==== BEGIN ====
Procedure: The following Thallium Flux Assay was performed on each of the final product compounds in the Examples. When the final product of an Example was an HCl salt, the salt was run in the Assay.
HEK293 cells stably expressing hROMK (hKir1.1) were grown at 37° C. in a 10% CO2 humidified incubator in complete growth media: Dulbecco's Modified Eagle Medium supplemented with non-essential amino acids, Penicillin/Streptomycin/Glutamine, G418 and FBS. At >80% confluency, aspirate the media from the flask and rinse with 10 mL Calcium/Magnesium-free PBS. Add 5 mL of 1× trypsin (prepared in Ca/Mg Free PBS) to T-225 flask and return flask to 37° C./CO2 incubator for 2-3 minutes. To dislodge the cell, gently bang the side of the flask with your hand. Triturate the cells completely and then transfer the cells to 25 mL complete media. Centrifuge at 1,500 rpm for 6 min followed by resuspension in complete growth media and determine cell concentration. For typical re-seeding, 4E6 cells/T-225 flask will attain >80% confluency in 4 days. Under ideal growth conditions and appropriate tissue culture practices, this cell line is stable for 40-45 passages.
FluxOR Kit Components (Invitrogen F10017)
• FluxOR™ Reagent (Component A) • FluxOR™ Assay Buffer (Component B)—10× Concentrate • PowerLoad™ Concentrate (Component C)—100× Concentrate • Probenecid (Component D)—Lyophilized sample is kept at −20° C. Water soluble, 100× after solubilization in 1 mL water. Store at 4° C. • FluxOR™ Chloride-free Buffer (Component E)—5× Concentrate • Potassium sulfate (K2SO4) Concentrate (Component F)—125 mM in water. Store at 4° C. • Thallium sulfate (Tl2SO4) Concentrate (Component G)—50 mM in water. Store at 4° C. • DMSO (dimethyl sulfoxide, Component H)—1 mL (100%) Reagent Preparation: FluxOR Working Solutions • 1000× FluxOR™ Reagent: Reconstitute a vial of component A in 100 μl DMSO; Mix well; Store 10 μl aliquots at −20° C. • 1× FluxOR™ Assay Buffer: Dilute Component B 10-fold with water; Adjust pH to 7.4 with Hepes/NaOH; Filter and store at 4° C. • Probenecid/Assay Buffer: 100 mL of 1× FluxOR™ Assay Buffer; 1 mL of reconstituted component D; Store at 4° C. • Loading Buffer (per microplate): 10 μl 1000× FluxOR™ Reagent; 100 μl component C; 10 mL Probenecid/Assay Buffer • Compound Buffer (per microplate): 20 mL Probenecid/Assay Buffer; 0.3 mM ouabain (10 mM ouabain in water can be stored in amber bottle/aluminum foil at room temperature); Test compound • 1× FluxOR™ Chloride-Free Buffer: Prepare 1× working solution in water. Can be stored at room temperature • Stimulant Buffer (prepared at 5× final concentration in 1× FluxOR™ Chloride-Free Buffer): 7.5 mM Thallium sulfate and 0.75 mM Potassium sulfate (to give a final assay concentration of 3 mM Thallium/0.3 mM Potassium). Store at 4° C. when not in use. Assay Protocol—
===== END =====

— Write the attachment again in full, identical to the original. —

Procedure: The following Thallium Flux Assay was performed on each of the final product compounds in the Examples. When the final product of an Example was an HCl salt, the salt was run in the Assay.
HEK293 cells stably expressing hROMK (hKir1.1) were grown at 37° C. in a 10% CO2 humidified incubator in complete growth media: Dulbecco's Modified Eagle Medium supplemented with non-essential amino acids, Penicillin/Streptomycin/Glutamine, G418 and FBS. At >80% confluency, aspirate the media from the flask and rinse with 10 mL Calcium/Magnesium-free PBS. Add 5 mL of 1× trypsin (prepared in Ca/Mg Free PBS) to T-225 flask and return flask to 37° C./CO2 incubator for 2-3 minutes. To dislodge the cell, gently bang the side of the flask with your hand. Triturate the cells completely and then transfer the cells to 25 mL complete media. Centrifuge at 1,500 rpm for 6 min followed by resuspension in complete growth media and determine cell concentration. For typical re-seeding, 4E6 cells/T-225 flask will attain >80% confluency in 4 days. Under ideal growth conditions and appropriate tissue culture practices, this cell line is stable for 40-45 passages.
FluxOR Kit Components (Invitrogen F10017)
• FluxOR™ Reagent (Component A) • FluxOR™ Assay Buffer (Component B)—10× Concentrate • PowerLoad™ Concentrate (Component C)—100× Concentrate • Probenecid (Component D)—Lyophilized sample is kept at −20° C. Water soluble, 100× after solubilization in 1 mL water. Store at 4° C. • FluxOR™ Chloride-free Buffer (Component E)—5× Concentrate • Potassium sulfate (K2SO4) Concentrate (Component F)—125 mM in water. Store at 4° C. • Thallium sulfate (Tl2SO4) Concentrate (Component G)—50 mM in water. Store at 4° C. • DMSO (dimethyl sulfoxide, Component H)—1 mL (100%) Reagent Preparation: FluxOR Working Solutions • 1000× FluxOR™ Reagent: Reconstitute a vial of component A in 100 μl DMSO; Mix well; Store 10 μl aliquots at −20° C. • 1× FluxOR™ Assay Buffer: Dilute Component B 10-fold with water; Adjust pH to 7.4 with Hepes/NaOH; Filter and store at 4° C. • Probenecid/Assay Buffer: 100 mL of 1× FluxOR™ Assay Buffer; 1 mL of reconstituted component D; Store at 4° C. • Loading Buffer (per microplate): 10 μl 1000× FluxOR™ Reagent; 100 μl component C; 10 mL Probenecid/Assay Buffer • Compound Buffer (per microplate): 20 mL Probenecid/Assay Buffer; 0.3 mM ouabain (10 mM ouabain in water can be stored in amber bottle/aluminum foil at room temperature); Test compound • 1× FluxOR™ Chloride-Free Buffer: Prepare 1× working solution in water. Can be stored at room temperature • Stimulant Buffer (prepared at 5× final concentration in 1× FluxOR™ Chloride-Free Buffer): 7.5 mM Thallium sulfate and 0.75 mM Potassium sulfate (to give a final assay concentration of 3 mM Thallium/0.3 mM Potassium). Store at 4° C. when not in use. Assay Protocol—